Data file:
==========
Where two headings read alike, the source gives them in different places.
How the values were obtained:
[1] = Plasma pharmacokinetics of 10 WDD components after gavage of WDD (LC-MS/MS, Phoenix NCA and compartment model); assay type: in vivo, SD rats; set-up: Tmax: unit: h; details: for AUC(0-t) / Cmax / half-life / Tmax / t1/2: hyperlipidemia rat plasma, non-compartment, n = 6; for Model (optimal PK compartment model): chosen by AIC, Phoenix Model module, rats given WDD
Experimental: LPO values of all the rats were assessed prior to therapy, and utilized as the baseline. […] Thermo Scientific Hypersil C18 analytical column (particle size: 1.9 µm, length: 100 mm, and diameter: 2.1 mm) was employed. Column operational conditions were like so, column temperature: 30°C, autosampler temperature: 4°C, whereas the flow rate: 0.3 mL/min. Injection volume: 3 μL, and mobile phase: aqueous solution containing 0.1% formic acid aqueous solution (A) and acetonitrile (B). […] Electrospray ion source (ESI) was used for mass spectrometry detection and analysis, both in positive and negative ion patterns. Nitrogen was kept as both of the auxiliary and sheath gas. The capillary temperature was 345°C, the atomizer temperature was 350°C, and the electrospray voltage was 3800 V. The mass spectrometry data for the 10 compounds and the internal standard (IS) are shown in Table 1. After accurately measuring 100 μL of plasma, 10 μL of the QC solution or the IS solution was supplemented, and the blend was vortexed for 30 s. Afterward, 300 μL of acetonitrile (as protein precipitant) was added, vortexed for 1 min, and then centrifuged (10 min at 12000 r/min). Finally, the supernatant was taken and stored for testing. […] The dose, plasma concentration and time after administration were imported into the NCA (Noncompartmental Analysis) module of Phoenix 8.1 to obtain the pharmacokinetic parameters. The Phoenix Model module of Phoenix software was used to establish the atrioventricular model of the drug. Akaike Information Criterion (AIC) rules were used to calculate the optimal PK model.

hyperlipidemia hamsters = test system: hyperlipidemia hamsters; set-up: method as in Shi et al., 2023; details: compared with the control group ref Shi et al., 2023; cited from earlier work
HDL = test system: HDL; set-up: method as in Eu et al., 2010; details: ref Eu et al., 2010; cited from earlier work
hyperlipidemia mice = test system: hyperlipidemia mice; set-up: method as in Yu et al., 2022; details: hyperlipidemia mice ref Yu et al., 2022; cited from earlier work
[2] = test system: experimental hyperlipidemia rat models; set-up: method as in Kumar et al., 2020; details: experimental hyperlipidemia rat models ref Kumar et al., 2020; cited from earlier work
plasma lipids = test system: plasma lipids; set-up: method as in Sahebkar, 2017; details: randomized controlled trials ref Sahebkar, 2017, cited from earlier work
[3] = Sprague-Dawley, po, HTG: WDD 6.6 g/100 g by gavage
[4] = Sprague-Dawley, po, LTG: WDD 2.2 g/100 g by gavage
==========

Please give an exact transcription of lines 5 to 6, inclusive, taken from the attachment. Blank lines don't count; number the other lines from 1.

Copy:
hyperlipidemia hamsters = test system: hyperlipidemia hamsters; set-up: method as in Shi et al., 2023; details: compared with the control group ref Shi et al., 2023; cited from earlier work
HDL = test system: HDL; set-up: method as in Eu et al., 2010; details: ref Eu et al., 2010; cited from earlier work